How Therapy Works
David Raughton, MFT, is a Certified Hakomi Therapist with a private practice in Berkeley. Hakomi Therapy is a method of psychotherapy which emphasizes the therapeutic relationship, the use of mindfulness, and changing negative core beliefs.
There are many theories and techniques of psychotherapy. How therapy works often seems more mysterious or complicated than necessary. In my practice there are three primary aspects which make a difference. These aspects are: relational, experiential, and cognitive. It is not difficult to understand how each of these aspects influence a client. Although the process need not be complicated, the impact on changing lives can be profound. In this paper I will summarize my understanding of how these three aspects make a difference for clients.
Relational Aspect: Humans are relational animals. Studies have shown more isolated individuals tend to suffer physical and emotional symptoms. And conversely, satisfying relationships are fundamental to a happy life. The importance of relationship to psychological regulation is well explained in the book A General Theory of Love by Thomas Lewis, MD, et al. Although people may seek therapy for many reasons, difficulty in relationships is a primary one.
The experience of a stable relationship, including with a caring therapist, can help the client feel more secure and cope. Also, how the client relates to the therapist reflects how they relate to others. In therapy the client can explore ways they hold back, make assumptions, or avoid contact with themselves or others.
Feelings in response to being in relationship also arise. At times, it is helpful to share my own feelings, especially in response to the client, to promote an authentic relationship. Although a good relationship with the therapist is essential to effective therapy, the next two aspects deepen and speed change.
Experiential Aspect: Intellectual insight by itself is of limited value in helping people change. Many of us have had the experience of "spinning our wheels" in an attempt to understand a personal problem. Or through reading a book or attending a workshop we had a major "insight" only to find it had no significant impact on our lives.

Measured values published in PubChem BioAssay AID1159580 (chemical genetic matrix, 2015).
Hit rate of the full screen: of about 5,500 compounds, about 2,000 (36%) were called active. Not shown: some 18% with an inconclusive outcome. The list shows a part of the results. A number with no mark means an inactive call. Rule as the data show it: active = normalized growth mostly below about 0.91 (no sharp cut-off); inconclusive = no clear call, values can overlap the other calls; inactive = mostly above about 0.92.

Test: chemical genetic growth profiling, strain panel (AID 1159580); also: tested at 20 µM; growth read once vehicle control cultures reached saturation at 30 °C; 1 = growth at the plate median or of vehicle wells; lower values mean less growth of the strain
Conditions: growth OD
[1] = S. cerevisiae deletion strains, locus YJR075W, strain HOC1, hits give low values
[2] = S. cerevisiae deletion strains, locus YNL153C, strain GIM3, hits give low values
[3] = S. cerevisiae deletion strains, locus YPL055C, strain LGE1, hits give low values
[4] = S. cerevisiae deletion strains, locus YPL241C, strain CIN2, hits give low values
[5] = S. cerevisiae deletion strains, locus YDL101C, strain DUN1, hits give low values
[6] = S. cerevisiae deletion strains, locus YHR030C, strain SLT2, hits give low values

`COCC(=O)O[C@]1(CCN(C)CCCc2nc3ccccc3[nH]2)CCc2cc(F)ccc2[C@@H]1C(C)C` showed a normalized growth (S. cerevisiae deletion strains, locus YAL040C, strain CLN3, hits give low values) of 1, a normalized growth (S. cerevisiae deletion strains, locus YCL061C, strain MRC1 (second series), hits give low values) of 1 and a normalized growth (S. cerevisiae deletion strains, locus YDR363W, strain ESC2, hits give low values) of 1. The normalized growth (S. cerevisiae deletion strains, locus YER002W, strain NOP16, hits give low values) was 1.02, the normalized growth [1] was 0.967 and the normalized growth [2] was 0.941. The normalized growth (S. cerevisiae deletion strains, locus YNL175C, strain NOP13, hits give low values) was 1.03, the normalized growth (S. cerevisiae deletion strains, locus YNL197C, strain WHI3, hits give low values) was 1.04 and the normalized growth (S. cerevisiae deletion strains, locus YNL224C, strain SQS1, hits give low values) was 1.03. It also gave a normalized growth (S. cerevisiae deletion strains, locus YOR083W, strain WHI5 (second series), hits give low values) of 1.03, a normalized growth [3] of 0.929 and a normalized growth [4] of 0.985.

However, insight derived from a deeper connection and experience of ourselves does lead to the unraveling of old patterns. Often in childhood we develop strategies or assume roles, which helped us survive, but now limit our relationships and self-expression.
Or, we have experienced traumas which have disrupted our coping. Many of these strategies or disruptions operate largely automatically, or unconsciously. I use the experiential method of present focused awareness (mindfulness) to help the client "study" their present experience in a way which allows the unconscious to unfold. The Hakomi Method, developed by Ron Kurtz, is the particular form of mindfulness based psychotherapy in which I have been trained.
For example, a client may be highly agitated by minor altercations. By "studying" the agitation with the client's own awareness, including the sensations, emotions, and images, unconscious core experiences may emerge. The client may have been violated in many ways growing up, and react as if there is a major threat now when there is none. With mindfulness the client is able to differentiate between the initial threatening situation and current circumstances. They can then find more satisfying ways of relating and expressing themselves. Often strong emotions are released as one deeply connects with core experiences. After such connecting, meaningful insights are made by the client. It is essential that the client feels safe in the therapy, and has developed sufficient mindfulness and inner resources for such work to be healing and not overwhelming.
Another example is a client who finds himself drawn to neglectful or abusive partners. By experientially "studying" the sensation of a hole in their gut or heart, previously unconscious wounds may emerge. Vivid memories and feelings may arise. With mindfulness and the safety of the therapy relationship the client can begin to recognize they are worthy of love despite the neglect of caregivers. The loving presence of the therapist and the client's own cultivating of loving presence toward themselves are essential to helping the client heal.
Cognitive Aspect: Working with our cognitions is different from intellectual insight. Cognitions are the thoughts or images which pass through our mind. Thousands of cognitions arise spontaneously everyday. Although many of these automatic thoughts are neutral and have little impact, some cognitions can have very deleterious effects.
An example of working with the cognitive aspect is helping a depressed client disengage from negative self talk. She may be accepting her self-deprecating cognitions as "truth." She will find changing her thoughts will change how she feels.
This is not achieved merely through willpower or positive thinking. Instead, by recognizing the relevant cognitions and challenging the harmful ones, she is no longer passively pummeled by them. This work is enhanced if deeper negative core beliefs have been exposed by experiential work.
Summary: In this article I have summarize the three major aspects that for me account for effective therapy. 1) Being in relationship, including with a therapist, helps one to feel more secure and to grow. 2) Awareness of our direct experience (mindfulness) helps us contact core experiences, and discover new more nourishing possibilities. And 3) What we think affects what we feel, and we can become more conscious of our cognitions and challenge self-defeating ones.
Depending on the client, one aspect or the other may be most important, but all three can make a difference. As I said in the beginning, I believe therapy need not be overly mysterious or complicated, but it is indeed profound. I feel blessed to be able to participate in each client's healing journey.